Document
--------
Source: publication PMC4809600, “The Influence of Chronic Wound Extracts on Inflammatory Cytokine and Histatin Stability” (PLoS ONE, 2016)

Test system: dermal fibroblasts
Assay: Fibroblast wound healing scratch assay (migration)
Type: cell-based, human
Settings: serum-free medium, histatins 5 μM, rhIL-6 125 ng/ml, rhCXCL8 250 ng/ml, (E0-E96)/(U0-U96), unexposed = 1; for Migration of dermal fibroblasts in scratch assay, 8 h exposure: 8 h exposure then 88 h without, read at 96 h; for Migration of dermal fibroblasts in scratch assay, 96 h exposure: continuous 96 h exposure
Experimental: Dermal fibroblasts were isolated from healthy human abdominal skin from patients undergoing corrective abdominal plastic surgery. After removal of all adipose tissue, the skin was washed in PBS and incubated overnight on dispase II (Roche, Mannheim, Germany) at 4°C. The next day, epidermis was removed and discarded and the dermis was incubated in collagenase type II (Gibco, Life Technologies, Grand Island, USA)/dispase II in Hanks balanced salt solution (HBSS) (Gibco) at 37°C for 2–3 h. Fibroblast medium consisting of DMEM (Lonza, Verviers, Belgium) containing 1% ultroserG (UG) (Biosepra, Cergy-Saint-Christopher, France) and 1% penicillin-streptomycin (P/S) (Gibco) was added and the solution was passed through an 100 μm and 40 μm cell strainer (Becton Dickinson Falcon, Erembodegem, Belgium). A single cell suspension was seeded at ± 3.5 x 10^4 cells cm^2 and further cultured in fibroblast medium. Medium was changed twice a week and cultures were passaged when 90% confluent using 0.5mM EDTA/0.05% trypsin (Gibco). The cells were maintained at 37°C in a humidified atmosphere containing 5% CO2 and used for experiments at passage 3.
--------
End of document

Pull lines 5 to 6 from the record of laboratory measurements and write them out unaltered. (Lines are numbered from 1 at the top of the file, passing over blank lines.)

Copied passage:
Settings: serum-free medium, histatins 5 μM, rhIL-6 125 ng/ml, rhCXCL8 250 ng/ml, (E0-E96)/(U0-U96), unexposed = 1; for Migration of dermal fibroblasts in scratch assay, 8 h exposure: 8 h exposure then 88 h without, read at 96 h; for Migration of dermal fibroblasts in scratch assay, 96 h exposure: continuous 96 h exposure
Experimental: Dermal fibroblasts were isolated from healthy human abdominal skin from patients undergoing corrective abdominal plastic surgery. After removal of all adipose tissue, the skin was washed in PBS and incubated overnight on dispase II (Roche, Mannheim, Germany) at 4°C. The next day, epidermis was removed and discarded and the dermis was incubated in collagenase type II (Gibco, Life Technologies, Grand Island, USA)/dispase II in Hanks balanced salt solution (HBSS) (Gibco) at 37°C for 2–3 h. Fibroblast medium consisting of DMEM (Lonza, Verviers, Belgium) containing 1% ultroserG (UG) (Biosepra, Cergy-Saint-Christopher, France) and 1% penicillin-streptomycin (P/S) (Gibco) was added and the solution was passed through an 100 μm and 40 μm cell strainer (Becton Dickinson Falcon, Erembodegem, Belgium). A single cell suspension was seeded at ± 3.5 x 10^4 cells cm^2 and further cultured in fibroblast medium. Medium was changed twice a week and cultures were passaged when 90% confluent using 0.5mM EDTA/0.05% trypsin (Gibco). The cells were maintained at 37°C in a humidified atmosphere containing 5% CO2 and used for experiments at passage 3.